The injury and damage to the brain is permanent. The brain does not “heal” as other parts of the body might. Because of this, the Cerebral Palsy itself will not change for better or worse during a person’s lifetime. On the other hand, associative conditions may improve or worsen over time.
Cerebral Palsy is not contagious; it is not communicable
In the majority of cases, Cerebral Palsy is caused by damage to the developing brain. Brain damage is not spread through human contact. However, a person can intentionally or unintentionally increase the likelihood a child will develop Cerebral Palsy through abuse, accidents, medical malpractice, negligence, or the spread of a bacterial or viral infection.
Cerebral Palsy is manageable
The impairment caused by Cerebral Palsy is manageable. In other words, treatment, therapy, surgery, medications and assistive technology can help maximize independence, reduce barriers, increase inclusion and thus lead to an enhanced quality of life.
Cerebral Palsy is chronic
The effects of Cerebral Palsy are long-term, not temporary. An individual diagnosed with Cerebral Palsy will have the condition for their entire life.
People with cerebral palsy may be extremely bright intellectually, or normal, or have a mental handicap as part of the condition.
It is usually possible to tell if a child has CP by the age of two and sometimes as early as a few months of age.
Few Myths & Realities about Cerebral Palsy
- Dev. Disabilities can be cured by Doctor, specialists, quacks, tantriks, ojhas.
- Resources can be planned for future. eg- Financial.
- Developmental Disabilities are neurological impairments for which there is no cure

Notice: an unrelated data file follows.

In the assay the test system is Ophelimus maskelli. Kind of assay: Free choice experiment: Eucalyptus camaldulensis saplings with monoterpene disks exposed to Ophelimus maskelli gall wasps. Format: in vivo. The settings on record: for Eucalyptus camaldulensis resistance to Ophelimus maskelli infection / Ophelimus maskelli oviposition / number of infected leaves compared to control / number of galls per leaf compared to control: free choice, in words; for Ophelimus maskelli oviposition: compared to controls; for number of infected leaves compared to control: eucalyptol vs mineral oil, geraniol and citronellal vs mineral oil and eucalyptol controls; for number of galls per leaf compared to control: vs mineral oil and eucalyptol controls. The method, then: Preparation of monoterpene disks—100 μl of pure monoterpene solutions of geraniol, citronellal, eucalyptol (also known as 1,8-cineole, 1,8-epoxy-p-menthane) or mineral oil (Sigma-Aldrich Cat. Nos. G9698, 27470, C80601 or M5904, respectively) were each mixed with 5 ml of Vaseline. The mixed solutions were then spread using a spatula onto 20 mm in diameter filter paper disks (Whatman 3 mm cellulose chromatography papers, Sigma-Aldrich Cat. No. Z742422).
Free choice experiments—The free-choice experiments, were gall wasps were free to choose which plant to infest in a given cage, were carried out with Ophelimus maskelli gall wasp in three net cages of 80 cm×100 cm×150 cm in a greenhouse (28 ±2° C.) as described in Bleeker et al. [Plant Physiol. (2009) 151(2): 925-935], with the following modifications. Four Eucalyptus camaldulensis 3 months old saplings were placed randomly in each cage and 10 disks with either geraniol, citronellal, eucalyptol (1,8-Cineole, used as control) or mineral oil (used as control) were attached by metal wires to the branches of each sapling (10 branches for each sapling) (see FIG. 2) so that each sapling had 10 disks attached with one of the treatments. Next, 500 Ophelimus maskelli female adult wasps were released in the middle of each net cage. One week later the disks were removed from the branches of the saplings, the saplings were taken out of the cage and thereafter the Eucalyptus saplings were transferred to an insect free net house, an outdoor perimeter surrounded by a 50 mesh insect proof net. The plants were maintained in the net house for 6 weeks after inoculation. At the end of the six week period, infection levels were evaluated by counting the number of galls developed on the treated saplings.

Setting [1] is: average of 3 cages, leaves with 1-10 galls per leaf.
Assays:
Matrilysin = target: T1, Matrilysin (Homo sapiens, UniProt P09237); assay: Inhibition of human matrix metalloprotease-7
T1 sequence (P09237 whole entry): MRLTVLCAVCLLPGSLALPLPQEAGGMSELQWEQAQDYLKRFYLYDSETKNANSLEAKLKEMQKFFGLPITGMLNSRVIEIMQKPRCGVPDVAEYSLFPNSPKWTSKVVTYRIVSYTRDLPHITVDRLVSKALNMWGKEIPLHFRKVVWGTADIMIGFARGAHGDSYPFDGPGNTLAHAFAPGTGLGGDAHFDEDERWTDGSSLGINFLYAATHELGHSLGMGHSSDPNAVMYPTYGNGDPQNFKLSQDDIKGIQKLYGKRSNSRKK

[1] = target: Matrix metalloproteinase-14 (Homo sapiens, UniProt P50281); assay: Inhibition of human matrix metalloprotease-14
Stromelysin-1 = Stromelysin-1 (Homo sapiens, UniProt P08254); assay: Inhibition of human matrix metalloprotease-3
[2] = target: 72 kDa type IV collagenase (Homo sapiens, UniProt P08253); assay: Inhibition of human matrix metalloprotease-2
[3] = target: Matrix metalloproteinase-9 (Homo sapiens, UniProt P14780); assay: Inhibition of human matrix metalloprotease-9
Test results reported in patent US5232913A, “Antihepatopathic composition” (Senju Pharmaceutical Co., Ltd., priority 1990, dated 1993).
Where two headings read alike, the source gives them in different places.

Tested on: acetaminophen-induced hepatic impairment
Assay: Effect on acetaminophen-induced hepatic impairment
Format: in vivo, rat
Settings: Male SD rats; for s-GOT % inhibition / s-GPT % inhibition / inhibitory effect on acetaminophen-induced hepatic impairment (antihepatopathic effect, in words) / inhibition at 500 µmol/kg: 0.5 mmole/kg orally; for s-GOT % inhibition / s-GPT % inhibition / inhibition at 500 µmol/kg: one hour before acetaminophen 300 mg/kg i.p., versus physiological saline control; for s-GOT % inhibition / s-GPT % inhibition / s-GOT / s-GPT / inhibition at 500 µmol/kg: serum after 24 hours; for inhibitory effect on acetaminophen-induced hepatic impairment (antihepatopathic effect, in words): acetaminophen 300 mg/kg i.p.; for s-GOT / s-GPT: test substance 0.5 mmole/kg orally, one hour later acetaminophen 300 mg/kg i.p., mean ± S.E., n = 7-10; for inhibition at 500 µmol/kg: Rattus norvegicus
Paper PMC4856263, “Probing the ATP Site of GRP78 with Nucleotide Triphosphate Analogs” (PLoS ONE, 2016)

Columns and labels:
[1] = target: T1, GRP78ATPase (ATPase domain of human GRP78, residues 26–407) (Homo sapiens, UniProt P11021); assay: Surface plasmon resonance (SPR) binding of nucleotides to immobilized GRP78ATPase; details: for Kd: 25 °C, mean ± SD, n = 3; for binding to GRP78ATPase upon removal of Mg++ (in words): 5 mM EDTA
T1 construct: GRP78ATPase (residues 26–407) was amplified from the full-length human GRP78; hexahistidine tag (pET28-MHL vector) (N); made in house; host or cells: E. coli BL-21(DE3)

- The condition is dynamic & can be managed better using appropriate Management & early intervention.
- Wasting time in searching for a cure will only be a setback in the child’s learning the skills she is capable of.
- Focus should be on making individuals, More independent in activities & becoming contributing member of the family & society.
- “..I have done something wrong that I have to suffer.”
- No one can be blamed. It can be happen to anyone.
- Don’t feel guilty, think positive and move ahead.
- One should accept & look at the child with disability as a child first & provide encouragement as you would any other child.
- It’s best to keep your child at home. Don’t tell anybody about the child. All they need is protection & care.
- There is nothing to be ashamed of the child with disability is like any other person.
- The child needs to learn by communicating with her environment.
- She can’t be just locked up for lifetime.
- “Nothing can be done! This child will be like this all his life.”
- A lot can be done with early intervention, appropriate therapy & skill training.
- Every human being has evolving capacities, the environmental & human experiences help evolve the capacities
- “Poor things, the child with disability is to be pitied. So is the parent!”
- There are many achievers with CP.
- Pity & sympathy don’t help any one
- People can rise to the demands of any situation, when moulded in a positive environment.
- The greatest help is to include them in all areas of life.